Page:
[whatwg] DOM Feature Mod: Add metering / parallelism & throttling options to AddEventListenerOptions

Jonathan Zuckerman j.zuckerman at gmail.com
Tue Nov 28 04:05:09 PST 2017

>From my own experience, only about half of the times I’ve required debounce
or throttle has been related to event handling, so if your proposal was
accepted I’d still need to include a library to satisfy the other scenarios.
On Tue, Nov 28, 2017 at 00:01 Sylon Zero <sylonzero at gmail.com> wrote:

> I think libraries having those functions emphasizes the point here, as
> that validates the existence and need for those patterns which then raises
> the requirement: should this be native to the browser?
> I believe the answer is yes, given how much work has already been put into
> standardizing the resource/computation model around the browser (web
> workers, local storage, etc) which is architecturally, IMHO, a related
> effort. Those capabilities come to life when there are smarter ways to
> utilize and route work to them through built-in features related to
> processing events/messages. In an effort to not create a science project
> out of some sort of top-down attack on this requirement, a simple
> middle-out approach with immediate results would be to extend the
> eventListener behavior that is prevalent in both browser and node.js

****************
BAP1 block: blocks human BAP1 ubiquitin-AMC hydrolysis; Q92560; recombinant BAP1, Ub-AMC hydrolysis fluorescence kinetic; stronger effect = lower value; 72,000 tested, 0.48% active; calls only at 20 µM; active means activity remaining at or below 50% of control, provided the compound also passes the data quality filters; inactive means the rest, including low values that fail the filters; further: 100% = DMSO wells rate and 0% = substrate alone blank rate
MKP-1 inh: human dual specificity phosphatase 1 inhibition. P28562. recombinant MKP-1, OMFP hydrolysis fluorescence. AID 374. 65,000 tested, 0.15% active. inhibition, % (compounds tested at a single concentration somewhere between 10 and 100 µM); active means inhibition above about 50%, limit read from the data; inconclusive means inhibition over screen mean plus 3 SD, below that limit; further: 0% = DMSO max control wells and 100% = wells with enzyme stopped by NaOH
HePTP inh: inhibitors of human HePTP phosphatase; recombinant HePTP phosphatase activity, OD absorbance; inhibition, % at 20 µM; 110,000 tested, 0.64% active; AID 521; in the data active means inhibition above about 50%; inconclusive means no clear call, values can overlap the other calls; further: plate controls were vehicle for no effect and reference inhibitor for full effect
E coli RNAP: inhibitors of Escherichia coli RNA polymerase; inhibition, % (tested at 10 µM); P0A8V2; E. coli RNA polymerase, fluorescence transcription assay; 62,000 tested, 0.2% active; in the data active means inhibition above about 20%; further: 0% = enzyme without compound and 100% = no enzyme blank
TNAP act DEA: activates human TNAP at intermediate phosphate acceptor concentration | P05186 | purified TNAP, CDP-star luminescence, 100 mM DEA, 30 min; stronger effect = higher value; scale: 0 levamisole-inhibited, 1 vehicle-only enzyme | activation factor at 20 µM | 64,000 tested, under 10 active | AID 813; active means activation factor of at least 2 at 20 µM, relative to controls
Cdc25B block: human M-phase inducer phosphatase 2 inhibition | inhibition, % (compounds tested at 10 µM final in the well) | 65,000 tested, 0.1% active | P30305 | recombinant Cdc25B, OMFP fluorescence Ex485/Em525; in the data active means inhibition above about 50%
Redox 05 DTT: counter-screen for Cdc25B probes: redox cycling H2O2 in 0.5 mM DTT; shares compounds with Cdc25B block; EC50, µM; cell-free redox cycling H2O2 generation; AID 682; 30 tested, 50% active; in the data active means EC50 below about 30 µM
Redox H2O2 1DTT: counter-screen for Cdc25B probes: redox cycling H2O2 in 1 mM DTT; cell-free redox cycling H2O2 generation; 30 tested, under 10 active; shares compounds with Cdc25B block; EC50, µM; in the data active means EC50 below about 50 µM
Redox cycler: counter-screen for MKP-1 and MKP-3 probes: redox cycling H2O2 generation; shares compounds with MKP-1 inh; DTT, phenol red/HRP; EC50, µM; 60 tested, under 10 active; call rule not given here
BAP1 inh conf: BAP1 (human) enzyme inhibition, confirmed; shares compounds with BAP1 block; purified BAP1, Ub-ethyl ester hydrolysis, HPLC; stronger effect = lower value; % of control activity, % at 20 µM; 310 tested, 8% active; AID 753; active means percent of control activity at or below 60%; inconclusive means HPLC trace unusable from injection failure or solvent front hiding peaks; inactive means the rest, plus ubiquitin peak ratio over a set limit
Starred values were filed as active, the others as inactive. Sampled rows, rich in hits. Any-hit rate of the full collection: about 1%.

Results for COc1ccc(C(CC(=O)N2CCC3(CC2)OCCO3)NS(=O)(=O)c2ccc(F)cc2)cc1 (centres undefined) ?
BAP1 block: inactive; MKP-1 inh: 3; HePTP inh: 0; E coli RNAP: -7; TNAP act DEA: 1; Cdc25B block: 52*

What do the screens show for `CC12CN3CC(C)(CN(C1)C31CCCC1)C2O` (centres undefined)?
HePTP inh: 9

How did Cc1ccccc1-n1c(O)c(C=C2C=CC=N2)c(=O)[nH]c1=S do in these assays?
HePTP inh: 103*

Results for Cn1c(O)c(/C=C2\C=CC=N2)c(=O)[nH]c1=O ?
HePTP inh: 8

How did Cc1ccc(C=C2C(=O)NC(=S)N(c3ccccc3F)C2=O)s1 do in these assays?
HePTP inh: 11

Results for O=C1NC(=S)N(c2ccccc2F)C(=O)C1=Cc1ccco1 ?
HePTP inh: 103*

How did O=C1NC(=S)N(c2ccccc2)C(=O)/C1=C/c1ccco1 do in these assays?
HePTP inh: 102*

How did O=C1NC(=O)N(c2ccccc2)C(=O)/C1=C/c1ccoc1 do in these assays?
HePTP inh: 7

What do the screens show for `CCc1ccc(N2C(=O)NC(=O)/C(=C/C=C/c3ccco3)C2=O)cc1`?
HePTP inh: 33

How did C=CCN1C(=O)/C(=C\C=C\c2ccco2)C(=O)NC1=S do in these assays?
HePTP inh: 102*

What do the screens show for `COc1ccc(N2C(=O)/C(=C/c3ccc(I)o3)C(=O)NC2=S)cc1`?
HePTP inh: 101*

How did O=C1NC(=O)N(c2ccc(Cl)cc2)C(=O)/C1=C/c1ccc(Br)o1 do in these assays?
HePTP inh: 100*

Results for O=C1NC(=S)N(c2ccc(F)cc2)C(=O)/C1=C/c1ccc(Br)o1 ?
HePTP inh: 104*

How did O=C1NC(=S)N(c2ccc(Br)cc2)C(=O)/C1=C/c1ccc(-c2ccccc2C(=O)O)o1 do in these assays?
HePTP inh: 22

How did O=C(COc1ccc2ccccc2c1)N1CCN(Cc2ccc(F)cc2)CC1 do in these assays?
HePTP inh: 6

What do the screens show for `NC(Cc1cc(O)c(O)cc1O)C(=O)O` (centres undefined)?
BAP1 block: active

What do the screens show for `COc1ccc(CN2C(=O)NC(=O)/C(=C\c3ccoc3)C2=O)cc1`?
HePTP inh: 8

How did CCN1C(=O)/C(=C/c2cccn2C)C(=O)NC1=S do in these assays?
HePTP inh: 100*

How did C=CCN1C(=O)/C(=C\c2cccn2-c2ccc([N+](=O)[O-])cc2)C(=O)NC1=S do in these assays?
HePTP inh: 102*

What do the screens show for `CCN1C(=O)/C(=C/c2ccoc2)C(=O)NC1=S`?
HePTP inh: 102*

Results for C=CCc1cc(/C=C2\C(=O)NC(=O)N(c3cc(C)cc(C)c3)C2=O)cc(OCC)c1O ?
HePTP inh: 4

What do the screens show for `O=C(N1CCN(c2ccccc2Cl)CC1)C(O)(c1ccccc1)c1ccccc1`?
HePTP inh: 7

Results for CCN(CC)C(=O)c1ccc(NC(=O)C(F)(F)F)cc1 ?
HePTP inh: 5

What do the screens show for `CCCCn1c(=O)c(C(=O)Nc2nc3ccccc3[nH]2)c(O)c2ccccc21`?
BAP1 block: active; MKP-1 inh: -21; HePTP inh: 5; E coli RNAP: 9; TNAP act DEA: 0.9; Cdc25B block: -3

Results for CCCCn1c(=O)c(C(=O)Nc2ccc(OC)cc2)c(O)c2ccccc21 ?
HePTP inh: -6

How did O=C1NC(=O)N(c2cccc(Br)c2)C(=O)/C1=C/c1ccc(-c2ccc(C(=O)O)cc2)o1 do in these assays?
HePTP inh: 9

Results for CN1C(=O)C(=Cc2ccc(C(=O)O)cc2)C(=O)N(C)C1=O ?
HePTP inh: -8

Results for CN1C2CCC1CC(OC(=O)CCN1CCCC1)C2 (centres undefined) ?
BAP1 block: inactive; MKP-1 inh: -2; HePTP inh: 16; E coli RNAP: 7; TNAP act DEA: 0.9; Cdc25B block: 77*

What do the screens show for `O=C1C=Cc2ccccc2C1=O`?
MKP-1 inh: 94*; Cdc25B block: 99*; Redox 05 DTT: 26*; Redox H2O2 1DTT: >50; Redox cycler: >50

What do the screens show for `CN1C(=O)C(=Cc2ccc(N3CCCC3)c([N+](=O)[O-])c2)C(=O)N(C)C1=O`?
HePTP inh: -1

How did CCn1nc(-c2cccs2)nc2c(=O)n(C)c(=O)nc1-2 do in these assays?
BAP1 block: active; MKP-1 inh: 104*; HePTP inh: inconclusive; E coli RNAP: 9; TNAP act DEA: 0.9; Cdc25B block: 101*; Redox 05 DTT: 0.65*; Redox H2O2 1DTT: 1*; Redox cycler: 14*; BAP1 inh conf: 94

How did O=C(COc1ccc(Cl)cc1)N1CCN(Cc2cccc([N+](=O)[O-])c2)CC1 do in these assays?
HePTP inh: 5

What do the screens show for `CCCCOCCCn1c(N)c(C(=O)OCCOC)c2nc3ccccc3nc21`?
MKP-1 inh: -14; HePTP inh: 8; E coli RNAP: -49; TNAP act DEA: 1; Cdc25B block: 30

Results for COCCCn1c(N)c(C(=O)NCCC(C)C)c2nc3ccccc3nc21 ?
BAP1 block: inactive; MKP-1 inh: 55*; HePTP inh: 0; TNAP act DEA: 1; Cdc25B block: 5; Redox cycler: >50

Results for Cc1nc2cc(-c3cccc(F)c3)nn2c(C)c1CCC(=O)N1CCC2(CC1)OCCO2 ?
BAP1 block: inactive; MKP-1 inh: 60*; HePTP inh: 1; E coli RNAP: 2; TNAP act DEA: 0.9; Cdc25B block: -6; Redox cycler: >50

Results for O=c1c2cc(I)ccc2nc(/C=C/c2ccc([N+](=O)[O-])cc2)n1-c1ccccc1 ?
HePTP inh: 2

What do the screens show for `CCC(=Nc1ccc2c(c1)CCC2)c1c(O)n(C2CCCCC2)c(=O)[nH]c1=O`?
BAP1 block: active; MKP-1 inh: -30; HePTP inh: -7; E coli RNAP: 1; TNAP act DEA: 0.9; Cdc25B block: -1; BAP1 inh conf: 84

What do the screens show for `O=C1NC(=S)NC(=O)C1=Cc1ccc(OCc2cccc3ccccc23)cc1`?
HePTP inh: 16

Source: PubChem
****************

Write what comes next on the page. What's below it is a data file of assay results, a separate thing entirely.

> scenarios.
> The case I am making first and foremost is that these recognizable
> patterns will be increasingly requisite (and not an after-thought, to be
> brought in via Underscore) in building web apps in the near term as web app
> complexity & use has increased dramatically with multiple cloud-scale
> offerings running in the SaaS space (think Netflix, LinkedIn, Facebook,
> Slack, etc) and more being built in various startups & emerging
> businesses. If the browser is to gain parity as an Application Platform
> allowing the development of web applications to rival native ones, then the
> ability to deal with volatile/durable messaging and events, storage and
> routing of work should be a core capability.
> *Broader implications:*
> If I may, let me add that I also think there is a growing confluence
> between the hybrid desktop app and browser-based SPAs (the Electron
> framework and its numerous successful projects like Atom, Slack, Visual
> Studio Code are great examples) and if the browser is to continue to evolve
> as a platform to encourage this trend (which is fabulous for the web
> community), then investments must be made to extend / normalize the browser
> standards in much the same way that the concept of a standardized
> Application Server helped standardize app architectures. This implies a
> future with registration of libraries/components (managed code), better
> local storage/caching options, improved integration with security contexts
> (per O/S), and likely much more. At least, I think it does :-).
> On Mon, Nov 27, 2017 at 6:48 PM, Jonathan Zuckerman <j.zuckerman at gmail.com
> > wrote:
>> You’re probably aware there are libraries that offer functionality of
>> this sort (debounce and throttle in underscore/lodash is the one I’m most
>> familiar with) and the web community seems content to add a small
>> dependency when such functionality is required. How would you convince